Uncovering the latent comma was not easy.  News articles referred to the imposition of the conditions on felons, but without citing the supporting statutory clause.  Secondary sources referred to conditions emanating from the “domestic violence clause” of the statute, failing to illuminate that the clause also covers all felonies.  Case law cited the statute as creating certain conditions, but decided matters on other grounds.

The best recourse was to trace the historical progression of the clause, which I was able to do through older versions of the statute and the legislators’ own analysis.  Earlier iterations made no reference to domestic violence whatsoever, as the clause originally pertained to persons who had committed any felony.  Years later, the legislature added “or misdemeanor crime of domestic violence,” but failed to demarcate this clause with a comma that would have resolved ambiguity.  If the legislators had simply written “any felony, or misdemeanor crime of domestic violence,” I would have spent fifteen minutes on a project that instead took five hours!  (Note:  I do not require legislators to bold, italicize, or underscore the comma; any font or stylization will do!)

Do you have any grammar-related teachable moments you’d like to share?  We’d love to hear them and pass them along to our classes.  To that end, I particularly enjoyed Prof. Susan J. Hankin’s “Statutory Interpretation in the Age of Grammatical Permissiveness:  An Object Lesson for Teaching Why Grammar Matters,” which references recent literature on the subject and also offers some great case law examples to use in class.

Don’t Mess With Texas State Court Documents

State court case files are rife with personal and community histories that often cannot be found anywhere else.  These documents also reflect developments in the language of the law, and the procedures of our court systems.  Preserving these historical gems is increasingly important as many records face destruction due to court space and budget constraints, and the ill effects of time or the elements.  We hope to provide periodic updates here about states’ efforts to preserve such records and, on that note, want to spread the word about developments today in Texas.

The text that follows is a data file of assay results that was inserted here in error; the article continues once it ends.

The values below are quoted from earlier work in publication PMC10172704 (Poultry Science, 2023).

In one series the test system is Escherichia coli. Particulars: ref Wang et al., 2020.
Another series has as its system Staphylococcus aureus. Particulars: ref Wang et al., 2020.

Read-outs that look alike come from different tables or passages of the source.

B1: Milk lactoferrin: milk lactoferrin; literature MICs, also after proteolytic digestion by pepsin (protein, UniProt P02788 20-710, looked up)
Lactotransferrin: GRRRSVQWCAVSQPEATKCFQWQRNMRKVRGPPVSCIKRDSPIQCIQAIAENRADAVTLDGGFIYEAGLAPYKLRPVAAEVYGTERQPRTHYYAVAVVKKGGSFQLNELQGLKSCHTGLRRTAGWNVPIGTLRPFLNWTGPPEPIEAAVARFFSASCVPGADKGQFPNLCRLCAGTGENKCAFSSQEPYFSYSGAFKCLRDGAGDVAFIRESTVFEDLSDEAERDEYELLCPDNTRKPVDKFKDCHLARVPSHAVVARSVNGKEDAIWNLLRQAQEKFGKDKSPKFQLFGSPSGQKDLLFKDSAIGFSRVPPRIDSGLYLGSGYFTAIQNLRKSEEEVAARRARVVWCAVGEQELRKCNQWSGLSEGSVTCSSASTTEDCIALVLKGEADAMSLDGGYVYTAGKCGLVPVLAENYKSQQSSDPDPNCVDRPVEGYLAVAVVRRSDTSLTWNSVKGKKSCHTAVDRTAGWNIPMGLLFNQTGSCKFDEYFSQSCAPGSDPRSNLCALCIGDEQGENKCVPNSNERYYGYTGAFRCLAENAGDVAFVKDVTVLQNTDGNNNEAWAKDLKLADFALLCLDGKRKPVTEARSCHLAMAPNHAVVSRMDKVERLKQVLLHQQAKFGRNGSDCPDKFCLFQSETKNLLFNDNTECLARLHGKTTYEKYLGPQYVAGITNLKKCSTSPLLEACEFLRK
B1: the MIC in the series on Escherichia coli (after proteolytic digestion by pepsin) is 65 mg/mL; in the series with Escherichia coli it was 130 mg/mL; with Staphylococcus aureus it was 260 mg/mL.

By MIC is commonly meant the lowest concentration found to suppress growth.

Just shy of two years ago, the Texas Supreme Court established a volunteer task force of attorneys, judges, historians, document preservationists, and county and statewide officials to “develop a report that discusses statewide county preservation needs, the importance of protecting the records, and providing assistance to counties to do that.”  (See this Texas state bar blog.)  After extensive studies, the Task Force issued this report on August 31, 2011.  In addition to containing practical information for other jurisdictions similarly seeking to preserve state court files, the report contains anecdotes that scratch the surface of the kind of information at risk of being lost.

Here is an excerpt from its “Overview”:

In his classic song, Hardin Wouldn’t Run, Johnny Cash sang that outlaw John Wesley Hardin was a steadfast man. Truth is, Hardin was not so firmly fixed. After shooting Deputy Sheriff Charles Webb in Comanche County in 1874, Hardin fled Texas and headed east. Texas Ranger John B. Armstrong pursued Hardin and found him on a train outside Pensacola, Florida several years later. Armstrong overtook Hardin after Hardin got his pistols tangled up in his suspenders when he tried to draw. He was brought back to Comanche County, Texas, and put on trial before a jury of twelve citizens of the county. Bob Dylan, in his Hardin song, sang that “no crime held against him could they prove.” That is also incorrect. Unlike Jesse James and Billy the Kid, who were both gunned down, John Wesley Hardin, who killed many people in multiple states, was convicted of murder in 1878 and sentenced to prison in Huntsville, Texas.  The historical documents that record the true story about the trial and sentencing of Hardin are at risk of being stolen, destroyed, or lost . . .  The Hardin records are not unique. Thousands of other Records are stored in hundreds of Texas district and county clerk archives. Some of these facilities are excellent; some of these Records are preserved, or in the process of being preserved. But many of the oldest Records – especially those that date back to the Republic of Texas, early statehood, or the Civil War – are at risk of being lost forever, unless measures are soon taken to help district and county clerks protect them.

The Existential Exercise of Finding State Court Materials Online

Recently, we’ve had the opportunity to explore the online availability of state superior court filings, both through commercial retrieval services (such as Lexis’ CourtLink or Westlaw’s CourtExpress), and the superior courts’ own websites.  Sites like Justia are also incredible resources for obtaining select trial court documents, but our project instead examined more standardized provision of dockets and filings.

Having wrapped up this undertaking, we thought it would be useful to share our reflections.  First, a quick caveat about what this project did not involve. We were not comprehensively indexing document availability in every U.S. county, or even in all fifty states.  Rather, we examined selected states and counties, based mainly on population size.  In addition, though we are aware of various existing studies and compilations documenting the availability of state court records, we wanted to look behind some of these reports.  As we often found, a commercial retrieval service’s representation that the “civil filings are available” did not mean all filings on all matters.  Moreover, in a world of ever-changing court websites and eFiling programs, existing studies unfortunately have a somewhat limited shelf life.